A private detective is hired to retrieve a valuable antique coin that was stolen from its owner by her son, who used it to pay off a blackmailer. The private eye soon finds himself up to ... See full summary »
Philip Marlowe gets involved when limp-wristed and snidely Leslie Murdock steals a rare doubloon from his mother to give to a newsreel photographer in exchange for film that is being used ... See full summary »
One night in New York, beefy escaped convict Moose Malloy goes hunting for his ex-girlfriend Velma, leaving a trail of mayhem behind him. Velma seems to be well-hidden, and adventurer The Falcon, intrigued, investigates on his own, approaching the heart of the mystery via a varied sequence of shady characters and attractive women. Written by
Rod Crawford <email@example.com>
This is the third Falcon entry in a row in which Hans Conried plays a different character. See more »
In a night club scene The Falcon and Diana Kenyon are sitting close together talking. There is a plant pot on a ledge behind them, partially obscured and on the table a champagne glass is in front of Diana Kenyon. In the next shot, there is a gap separating the two, the flower pot is now centrally placed between them and the champagne glass has moved position. See more »
This is an odd mix. The humor of the Falcon grafted into a Cliff notes version of Raymond Chandler that doesn't do either justice.
The plot of Moose Malloy trying to find his Velma and leaving a trail of bodies in his wake has been done several times all very seriously. Here the case is taken from Phillip Marlowe and given to George Saunders as the Falcon and its almost is a classic.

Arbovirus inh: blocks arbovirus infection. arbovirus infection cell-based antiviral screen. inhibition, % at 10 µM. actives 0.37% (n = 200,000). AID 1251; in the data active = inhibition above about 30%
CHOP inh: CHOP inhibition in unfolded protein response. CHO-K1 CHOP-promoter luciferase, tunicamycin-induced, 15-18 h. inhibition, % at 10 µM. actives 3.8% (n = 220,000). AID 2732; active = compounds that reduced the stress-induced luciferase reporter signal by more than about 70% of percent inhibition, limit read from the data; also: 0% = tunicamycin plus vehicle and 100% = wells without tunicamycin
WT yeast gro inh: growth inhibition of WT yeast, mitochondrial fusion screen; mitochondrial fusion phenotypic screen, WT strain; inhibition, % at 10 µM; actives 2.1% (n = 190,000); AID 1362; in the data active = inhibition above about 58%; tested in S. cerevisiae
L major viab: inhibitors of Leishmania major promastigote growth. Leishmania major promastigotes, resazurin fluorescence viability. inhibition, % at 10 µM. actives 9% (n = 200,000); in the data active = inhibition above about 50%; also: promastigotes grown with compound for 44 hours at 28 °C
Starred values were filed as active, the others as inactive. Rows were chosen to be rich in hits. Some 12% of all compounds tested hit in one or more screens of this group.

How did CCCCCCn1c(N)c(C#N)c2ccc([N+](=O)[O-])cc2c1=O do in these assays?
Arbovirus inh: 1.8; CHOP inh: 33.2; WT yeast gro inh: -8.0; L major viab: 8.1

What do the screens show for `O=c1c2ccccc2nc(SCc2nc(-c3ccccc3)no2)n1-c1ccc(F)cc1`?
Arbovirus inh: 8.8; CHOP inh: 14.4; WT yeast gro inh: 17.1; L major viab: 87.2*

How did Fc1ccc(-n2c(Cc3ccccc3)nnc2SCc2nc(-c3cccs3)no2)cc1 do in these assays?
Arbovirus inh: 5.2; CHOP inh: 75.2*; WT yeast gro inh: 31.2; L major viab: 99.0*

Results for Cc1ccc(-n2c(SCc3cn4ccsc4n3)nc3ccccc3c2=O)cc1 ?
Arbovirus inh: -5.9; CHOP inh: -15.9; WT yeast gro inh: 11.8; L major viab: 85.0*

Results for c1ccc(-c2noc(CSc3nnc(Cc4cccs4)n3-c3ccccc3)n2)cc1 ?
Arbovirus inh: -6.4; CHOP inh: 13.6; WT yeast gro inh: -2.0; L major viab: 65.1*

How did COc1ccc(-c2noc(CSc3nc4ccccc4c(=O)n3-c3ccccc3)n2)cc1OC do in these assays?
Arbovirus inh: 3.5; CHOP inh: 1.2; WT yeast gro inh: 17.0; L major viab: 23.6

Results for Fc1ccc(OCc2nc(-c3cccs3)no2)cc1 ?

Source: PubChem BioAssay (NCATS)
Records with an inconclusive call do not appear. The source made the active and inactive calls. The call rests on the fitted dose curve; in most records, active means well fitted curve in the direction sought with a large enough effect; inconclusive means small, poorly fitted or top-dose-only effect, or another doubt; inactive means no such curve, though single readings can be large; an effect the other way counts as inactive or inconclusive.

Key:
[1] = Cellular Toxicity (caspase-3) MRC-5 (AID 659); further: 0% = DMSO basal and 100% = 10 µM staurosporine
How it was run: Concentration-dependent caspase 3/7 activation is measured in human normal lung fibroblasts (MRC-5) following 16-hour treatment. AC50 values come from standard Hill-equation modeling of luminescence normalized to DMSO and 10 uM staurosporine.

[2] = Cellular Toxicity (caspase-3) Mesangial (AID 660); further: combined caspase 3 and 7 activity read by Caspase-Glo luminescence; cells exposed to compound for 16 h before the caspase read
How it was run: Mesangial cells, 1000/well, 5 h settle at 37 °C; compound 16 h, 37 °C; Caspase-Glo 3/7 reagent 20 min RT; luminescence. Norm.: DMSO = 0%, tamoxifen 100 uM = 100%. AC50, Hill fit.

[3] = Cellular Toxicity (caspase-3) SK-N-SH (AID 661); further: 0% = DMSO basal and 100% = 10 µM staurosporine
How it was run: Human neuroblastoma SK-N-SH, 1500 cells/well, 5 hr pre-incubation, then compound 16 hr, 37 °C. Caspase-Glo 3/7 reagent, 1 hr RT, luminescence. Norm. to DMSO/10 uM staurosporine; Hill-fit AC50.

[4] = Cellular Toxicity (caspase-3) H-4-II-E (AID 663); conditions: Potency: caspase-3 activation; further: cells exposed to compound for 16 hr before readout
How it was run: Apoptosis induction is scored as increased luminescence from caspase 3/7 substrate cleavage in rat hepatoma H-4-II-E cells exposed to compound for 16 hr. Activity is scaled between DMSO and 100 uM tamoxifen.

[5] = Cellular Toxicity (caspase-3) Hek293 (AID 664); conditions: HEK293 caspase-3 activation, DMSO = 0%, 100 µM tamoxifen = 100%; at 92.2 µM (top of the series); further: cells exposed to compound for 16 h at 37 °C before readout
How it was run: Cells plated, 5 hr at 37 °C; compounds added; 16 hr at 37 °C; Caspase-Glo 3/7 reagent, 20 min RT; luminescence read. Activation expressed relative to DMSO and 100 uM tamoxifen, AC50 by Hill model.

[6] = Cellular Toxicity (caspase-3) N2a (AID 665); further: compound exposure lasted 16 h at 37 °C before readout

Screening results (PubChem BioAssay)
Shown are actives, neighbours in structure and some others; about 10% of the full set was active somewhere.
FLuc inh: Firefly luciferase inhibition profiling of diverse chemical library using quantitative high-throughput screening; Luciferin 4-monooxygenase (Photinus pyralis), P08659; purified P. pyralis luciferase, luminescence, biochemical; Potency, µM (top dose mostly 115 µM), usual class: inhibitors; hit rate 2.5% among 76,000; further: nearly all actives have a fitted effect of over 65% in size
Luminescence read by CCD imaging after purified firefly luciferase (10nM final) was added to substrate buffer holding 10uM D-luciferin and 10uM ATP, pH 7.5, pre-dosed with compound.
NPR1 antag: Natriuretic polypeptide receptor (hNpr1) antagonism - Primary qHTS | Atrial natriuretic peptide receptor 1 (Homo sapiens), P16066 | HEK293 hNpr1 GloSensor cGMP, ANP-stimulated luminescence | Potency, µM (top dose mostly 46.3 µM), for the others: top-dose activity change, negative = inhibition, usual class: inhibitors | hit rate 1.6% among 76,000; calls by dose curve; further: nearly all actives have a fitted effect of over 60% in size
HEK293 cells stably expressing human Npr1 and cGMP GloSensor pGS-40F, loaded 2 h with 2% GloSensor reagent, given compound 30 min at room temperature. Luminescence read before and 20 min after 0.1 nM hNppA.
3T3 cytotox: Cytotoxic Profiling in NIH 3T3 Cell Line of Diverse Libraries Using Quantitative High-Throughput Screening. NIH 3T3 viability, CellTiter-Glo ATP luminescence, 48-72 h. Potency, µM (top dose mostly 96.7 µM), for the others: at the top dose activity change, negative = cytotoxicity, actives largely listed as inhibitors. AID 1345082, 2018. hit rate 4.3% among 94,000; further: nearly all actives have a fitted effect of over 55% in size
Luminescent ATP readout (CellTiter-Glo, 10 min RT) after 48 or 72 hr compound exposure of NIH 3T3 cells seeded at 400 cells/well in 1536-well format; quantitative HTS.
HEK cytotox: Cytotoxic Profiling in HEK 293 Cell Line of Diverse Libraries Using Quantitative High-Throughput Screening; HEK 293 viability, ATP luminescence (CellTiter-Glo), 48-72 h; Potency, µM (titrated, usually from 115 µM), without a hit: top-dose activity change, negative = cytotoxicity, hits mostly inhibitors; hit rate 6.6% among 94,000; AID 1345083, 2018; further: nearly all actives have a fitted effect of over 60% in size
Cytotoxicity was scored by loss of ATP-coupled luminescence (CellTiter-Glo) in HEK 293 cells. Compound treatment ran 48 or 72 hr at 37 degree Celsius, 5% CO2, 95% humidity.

The problem is that the two styles, the Falcon's wisecracking doesn't mix with the seriousness of the source material. The two parts the humor and the crime drama are perfectly done when each takes the center stage but the shifting from one to the other doesn't really work well. Saunders is so good a hard boiled private dick that I really wonder what would have happened had be been allowed to play a real tough guy.
The worst flaw of the film is only apparent to those who know the original story and that is the speed at which its told. We fly through this story at light speed, and while it works here as a programmer, its shortening is glaring and jarring to those who love the other versions.
On its own terms its a very very good movie. As a representation of a Raymond Chandler book its a mere curio. I suggest you just take it for what it is for a good nights entertainment.
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